Wayne Simmonds takes the body on Rangers defenseman Anton Stralman during last Wednesday's tilt between the Metropolitan Division rivals. (Photo Courtesy of NJ.com)
Thanks in part to NHL realignment, the Flyers and Rangers have a strong possibility of meeting in the first round of this year's Stanley Cup Playoffs, and would do so if the season ended today. 'Broadway vs. Broad Street' is one of the league's most storied rivalries, and if that series does go down as planned, it could become one of the most memorable in recent Flyers history. This week's Flyers Five breaks down why a Flyers-Rangers playoff series must happen.
5. It expands the Philly/NY rivalry: The Sixers aren't nearly competitive enough to hang with both New York clubs, the Phillies and Mets are dismal and the 2009 World Series is slowly becoming a distant memory. While we still have Eagles-Giants to enjoy, a Flyers/Rangers playoff series would provide yet another storyline in the fabled Philly-New York rivalry.
4. It hasn't happened since 1997: The Flyers and Rangers have met in the playoffs 10 times, the last time being the 1997 Eastern Conference final. While the 2009-10 regular season finale between the teams had the feel and vitriol of a playoff game -- with the final spot on the line -- it was still the regular season. It's safe to say we're long due for another matchup.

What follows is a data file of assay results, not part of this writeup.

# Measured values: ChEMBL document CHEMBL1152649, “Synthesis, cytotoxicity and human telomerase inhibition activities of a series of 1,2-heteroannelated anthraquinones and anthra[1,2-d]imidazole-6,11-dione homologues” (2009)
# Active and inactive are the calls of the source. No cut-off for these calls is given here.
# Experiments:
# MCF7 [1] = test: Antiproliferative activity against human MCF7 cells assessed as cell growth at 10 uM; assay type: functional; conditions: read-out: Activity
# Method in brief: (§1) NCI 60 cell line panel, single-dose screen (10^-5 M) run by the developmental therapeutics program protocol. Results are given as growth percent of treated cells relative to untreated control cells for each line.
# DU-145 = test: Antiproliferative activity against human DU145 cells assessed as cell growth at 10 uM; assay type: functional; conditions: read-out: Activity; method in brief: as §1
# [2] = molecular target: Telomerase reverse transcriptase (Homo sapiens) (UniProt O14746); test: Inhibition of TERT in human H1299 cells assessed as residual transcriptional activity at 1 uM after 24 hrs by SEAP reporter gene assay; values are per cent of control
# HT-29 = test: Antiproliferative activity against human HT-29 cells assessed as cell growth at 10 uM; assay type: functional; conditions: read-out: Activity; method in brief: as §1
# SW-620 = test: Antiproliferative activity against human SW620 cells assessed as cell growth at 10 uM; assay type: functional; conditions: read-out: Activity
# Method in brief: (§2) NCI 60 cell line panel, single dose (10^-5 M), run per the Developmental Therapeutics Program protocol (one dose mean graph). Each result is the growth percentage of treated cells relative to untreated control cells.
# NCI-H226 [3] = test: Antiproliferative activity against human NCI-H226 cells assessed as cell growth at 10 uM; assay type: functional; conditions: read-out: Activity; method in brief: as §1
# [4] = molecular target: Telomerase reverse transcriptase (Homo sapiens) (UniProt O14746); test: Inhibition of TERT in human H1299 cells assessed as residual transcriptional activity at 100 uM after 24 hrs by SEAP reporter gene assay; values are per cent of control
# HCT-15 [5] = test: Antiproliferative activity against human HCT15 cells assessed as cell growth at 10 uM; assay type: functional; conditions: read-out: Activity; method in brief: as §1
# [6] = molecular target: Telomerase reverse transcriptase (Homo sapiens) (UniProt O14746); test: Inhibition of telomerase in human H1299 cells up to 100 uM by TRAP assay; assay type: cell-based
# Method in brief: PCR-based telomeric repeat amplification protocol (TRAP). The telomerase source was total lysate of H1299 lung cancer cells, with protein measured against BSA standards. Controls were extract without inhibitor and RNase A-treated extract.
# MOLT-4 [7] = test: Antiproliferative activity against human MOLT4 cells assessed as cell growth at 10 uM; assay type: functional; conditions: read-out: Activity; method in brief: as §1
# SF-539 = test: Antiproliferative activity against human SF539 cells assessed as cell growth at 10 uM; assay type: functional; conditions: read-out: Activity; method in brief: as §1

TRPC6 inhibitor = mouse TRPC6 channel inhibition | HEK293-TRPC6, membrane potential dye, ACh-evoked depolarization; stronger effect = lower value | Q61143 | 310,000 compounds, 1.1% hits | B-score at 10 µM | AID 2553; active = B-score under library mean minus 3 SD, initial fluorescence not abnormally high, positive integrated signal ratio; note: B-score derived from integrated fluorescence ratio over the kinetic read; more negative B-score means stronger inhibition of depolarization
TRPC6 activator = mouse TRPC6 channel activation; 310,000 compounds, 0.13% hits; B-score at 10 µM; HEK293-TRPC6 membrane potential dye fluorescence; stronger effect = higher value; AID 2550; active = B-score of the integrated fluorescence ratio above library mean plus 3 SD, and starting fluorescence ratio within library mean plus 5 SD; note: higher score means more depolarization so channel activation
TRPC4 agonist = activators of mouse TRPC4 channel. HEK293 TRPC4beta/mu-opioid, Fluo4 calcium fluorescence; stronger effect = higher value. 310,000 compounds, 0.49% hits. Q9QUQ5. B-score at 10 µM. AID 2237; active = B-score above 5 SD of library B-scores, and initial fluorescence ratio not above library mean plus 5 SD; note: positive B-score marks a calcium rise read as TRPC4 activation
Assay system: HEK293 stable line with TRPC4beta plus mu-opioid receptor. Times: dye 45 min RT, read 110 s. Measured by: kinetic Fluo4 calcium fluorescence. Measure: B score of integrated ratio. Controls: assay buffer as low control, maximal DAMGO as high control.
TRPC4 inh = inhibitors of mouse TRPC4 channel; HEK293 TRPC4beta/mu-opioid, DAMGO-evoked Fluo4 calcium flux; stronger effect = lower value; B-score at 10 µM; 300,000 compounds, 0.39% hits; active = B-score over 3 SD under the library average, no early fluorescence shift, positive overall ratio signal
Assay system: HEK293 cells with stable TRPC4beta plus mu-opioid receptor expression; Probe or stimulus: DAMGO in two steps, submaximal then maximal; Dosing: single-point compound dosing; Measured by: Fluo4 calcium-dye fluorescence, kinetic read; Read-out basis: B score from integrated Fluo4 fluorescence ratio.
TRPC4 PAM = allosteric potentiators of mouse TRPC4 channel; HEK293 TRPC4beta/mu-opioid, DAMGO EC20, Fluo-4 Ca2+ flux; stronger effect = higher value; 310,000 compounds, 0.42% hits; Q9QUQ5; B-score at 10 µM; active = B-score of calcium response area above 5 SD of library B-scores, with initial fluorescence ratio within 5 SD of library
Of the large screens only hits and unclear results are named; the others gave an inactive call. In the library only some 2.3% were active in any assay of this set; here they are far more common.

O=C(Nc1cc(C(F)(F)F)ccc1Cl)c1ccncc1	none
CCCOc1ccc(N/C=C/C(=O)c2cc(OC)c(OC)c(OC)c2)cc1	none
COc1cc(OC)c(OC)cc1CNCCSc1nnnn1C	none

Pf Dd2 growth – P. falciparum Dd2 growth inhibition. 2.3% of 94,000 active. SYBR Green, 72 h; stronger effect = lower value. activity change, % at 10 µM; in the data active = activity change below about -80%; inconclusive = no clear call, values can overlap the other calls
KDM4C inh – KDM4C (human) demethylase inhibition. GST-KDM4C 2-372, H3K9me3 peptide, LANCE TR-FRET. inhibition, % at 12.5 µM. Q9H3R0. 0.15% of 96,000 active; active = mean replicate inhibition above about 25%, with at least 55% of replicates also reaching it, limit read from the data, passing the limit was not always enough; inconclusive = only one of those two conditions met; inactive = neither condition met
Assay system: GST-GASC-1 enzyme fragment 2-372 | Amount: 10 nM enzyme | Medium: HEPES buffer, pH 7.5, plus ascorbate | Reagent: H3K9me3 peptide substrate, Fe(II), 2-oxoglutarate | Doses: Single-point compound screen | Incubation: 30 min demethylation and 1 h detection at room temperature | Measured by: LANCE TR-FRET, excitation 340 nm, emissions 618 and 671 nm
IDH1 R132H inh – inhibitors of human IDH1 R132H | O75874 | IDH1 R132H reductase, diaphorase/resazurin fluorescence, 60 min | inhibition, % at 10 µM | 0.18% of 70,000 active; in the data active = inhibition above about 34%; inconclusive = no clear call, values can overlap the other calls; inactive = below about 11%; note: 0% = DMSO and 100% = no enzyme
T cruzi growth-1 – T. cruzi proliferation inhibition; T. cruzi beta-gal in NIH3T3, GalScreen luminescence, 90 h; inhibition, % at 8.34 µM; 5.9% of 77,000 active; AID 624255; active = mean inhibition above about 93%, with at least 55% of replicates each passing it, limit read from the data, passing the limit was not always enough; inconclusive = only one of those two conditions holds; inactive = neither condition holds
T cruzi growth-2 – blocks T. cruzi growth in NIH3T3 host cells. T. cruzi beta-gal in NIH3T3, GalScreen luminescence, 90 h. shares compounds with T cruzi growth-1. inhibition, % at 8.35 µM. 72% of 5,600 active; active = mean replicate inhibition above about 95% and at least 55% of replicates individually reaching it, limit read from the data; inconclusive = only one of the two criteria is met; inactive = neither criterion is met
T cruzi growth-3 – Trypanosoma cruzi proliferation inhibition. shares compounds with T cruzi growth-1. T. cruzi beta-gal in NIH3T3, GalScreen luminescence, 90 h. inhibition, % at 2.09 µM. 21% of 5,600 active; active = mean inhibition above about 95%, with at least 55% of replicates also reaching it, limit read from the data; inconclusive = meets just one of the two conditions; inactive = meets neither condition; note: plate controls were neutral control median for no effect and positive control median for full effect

3. New coaches would face off: One element that fueled the Flyers-Rangers fire was the two winningest American-born coaches in John Tortorella and Peter Laviolette. With both coaches gone, we'd get to see what Craig Berube and Alain Vigneault have to offer for a series in their new environments. Vigneault has coached through two consecutive first-round exits after leading Vancouver to the Final, while Berube would coach his first playoff series since the 2008 Atlantic Division final as Phantoms coach.
2. It provides the Flyers a benchmark: The Flyers still are -- believe it or not -- an up-and-coming club, and are making substantial progress in their rebuild. Only 12 players (13 if you count Chris Pronger) remain from the team's last playoff appearance in 2012, and Steve Mason could earn his first playoff win in his first appearance since 2009. Depending on the outcome of a Rangers series, the front office would get the opportunity to evaluate where the club stands, and see what changes need to be made for 2014-15.
1. A restored rivalry would intensify: While the Flyers and Rangers have always provided chippy, truculent and entertaining hockey to watch as well as multiple Eric Lindros situations, the rivalry's been somewhat put on the backburner ever since some guy named Sidney entered the league in 2005, effectively shifting the Flyers' focus. The 2012 Winter Classic helped spark the rivalry back up, and both teams have established themselves as formidable playoff contenders over the past several seasons. A playoff series would only intensify the rivalry tenfold, and provide some great hockey for fans everywhere to enjoy.